Research | Fluorescence
We have been taking underwater photographs and video of reef fluorescence at night for Dr. Elizabeth Oh of the Tropical Marine Science Institute (TMSI). Scientists are investigating fluorescence for spotting new coral recruits on reefs. Coral recruits are tiny (1-5 mm) and hard to see under normal light, but fluoresce nicely under blue light.
First we take a photo of an area of coral illuminated with a powerful bright broad-spectrum dive light to record what is there, a normal photograph. Then we put a blue 'exciter' filter on the dive light to limit the illumination to a narrow range of frequencies at the blue end of the spectrum. A yellow 'barrier' filter is fitted to the camera to block the blue light from the dive light, passing only those frequencies near the yellow part of the spectrum. If we point the blue light source at an inanimate object (like the sand seabed) and photograph with the yellow barrier filter we get a black image, because none of the light from the dive light can get through both the blue exciter filter and the yellow barrier filter.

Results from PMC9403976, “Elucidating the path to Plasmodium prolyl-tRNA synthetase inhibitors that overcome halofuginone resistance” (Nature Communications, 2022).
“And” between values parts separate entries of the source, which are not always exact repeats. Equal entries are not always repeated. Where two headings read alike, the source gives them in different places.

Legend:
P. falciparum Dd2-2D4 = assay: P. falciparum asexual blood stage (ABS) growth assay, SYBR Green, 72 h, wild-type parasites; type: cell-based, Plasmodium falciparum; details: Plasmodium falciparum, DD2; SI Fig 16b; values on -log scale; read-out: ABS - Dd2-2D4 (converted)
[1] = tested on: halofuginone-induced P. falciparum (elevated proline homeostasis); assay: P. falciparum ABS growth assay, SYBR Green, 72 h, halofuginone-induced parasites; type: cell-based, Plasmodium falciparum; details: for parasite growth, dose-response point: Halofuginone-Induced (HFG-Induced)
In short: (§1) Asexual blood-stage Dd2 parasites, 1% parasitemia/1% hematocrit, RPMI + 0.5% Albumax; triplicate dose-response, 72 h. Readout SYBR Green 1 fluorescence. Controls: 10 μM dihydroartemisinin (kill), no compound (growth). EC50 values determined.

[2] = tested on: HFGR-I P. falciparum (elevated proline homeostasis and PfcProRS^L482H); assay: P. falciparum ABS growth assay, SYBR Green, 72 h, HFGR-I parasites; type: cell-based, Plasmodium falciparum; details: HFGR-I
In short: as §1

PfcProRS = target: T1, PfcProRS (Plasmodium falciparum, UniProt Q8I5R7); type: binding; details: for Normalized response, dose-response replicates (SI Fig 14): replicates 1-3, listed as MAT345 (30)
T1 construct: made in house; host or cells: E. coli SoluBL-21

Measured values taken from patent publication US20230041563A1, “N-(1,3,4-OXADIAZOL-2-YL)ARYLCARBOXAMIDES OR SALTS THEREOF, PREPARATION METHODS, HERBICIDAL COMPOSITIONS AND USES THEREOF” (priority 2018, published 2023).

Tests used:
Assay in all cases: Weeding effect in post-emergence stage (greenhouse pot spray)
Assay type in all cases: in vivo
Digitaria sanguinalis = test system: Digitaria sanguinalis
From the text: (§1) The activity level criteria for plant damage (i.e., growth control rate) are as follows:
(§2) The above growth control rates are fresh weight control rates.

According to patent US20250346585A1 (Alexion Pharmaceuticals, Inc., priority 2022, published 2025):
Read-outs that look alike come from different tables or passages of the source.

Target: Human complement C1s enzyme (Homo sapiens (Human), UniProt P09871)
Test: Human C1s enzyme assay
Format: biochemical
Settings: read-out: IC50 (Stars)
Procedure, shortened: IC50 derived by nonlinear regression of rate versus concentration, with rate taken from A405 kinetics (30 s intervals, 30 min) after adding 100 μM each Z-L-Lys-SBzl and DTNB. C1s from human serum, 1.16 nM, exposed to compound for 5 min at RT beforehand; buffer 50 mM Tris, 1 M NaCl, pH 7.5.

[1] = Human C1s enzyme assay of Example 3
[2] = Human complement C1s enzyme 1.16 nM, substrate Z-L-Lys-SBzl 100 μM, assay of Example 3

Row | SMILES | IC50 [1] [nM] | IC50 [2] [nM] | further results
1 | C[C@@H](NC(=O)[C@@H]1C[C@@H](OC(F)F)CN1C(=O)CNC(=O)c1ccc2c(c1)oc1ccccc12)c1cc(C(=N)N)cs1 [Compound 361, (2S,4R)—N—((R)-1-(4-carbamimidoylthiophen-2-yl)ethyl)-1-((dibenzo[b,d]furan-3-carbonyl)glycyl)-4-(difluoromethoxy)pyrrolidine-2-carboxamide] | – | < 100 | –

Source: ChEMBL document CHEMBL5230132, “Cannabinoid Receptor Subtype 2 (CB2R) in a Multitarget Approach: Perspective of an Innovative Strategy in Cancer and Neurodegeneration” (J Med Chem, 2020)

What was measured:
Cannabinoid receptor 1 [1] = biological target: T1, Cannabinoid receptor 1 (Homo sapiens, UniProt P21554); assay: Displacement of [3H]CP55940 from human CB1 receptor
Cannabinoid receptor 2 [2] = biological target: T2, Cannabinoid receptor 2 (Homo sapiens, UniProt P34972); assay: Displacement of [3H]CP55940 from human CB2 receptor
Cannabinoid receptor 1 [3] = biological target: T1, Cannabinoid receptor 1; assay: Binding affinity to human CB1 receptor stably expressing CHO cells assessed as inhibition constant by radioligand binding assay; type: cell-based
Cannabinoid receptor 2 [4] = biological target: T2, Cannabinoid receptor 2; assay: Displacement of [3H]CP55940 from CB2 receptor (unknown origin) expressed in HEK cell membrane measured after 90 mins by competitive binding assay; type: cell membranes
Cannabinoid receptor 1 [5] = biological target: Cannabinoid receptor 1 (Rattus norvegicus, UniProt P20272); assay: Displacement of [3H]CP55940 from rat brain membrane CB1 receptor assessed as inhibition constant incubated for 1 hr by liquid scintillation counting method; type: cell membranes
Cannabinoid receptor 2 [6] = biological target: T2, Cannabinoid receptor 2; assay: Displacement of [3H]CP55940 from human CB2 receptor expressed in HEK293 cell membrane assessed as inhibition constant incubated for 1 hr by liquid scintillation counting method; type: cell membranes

So why take a photograph if it's going to turn out black?
The blue light excites some coral to fluoresce, generating its own light that is radiated at different frequencies (colours) than the blue excitation illumination. With the yellow barrier filter on the camera we capture only the light that the coral itself is emitting due to the fluorescence in the yellow band of colours. The fluorescing coral generally shows up glowing green.
Here is a series of photographs with the left column showing coral illuminated by ordinary broad-spectrum light and the right column showing the fluorescing light the coral is emitting, photographed using our blue exciter and yellow barrier filters. As you can see, the inanimate seabed does not show up in the right-hand pictures, only the active flourescing coral shows brightly.
On some coral groups, only part of the coral fluoresces. We noticed that coral that was bleached or was being exploited by algae did not fluoresce. Sometimes only the 'pits' in a 'massive' coral (like brain coral) fluoresce, rather than the whole body. Also, in the same colony of coral there might be areas fluorescing brightly and other areas less or not at all.
It seems there's a lot to learn about coral health and growth by looking at fluorescence!
© JIOQ 2004, 2005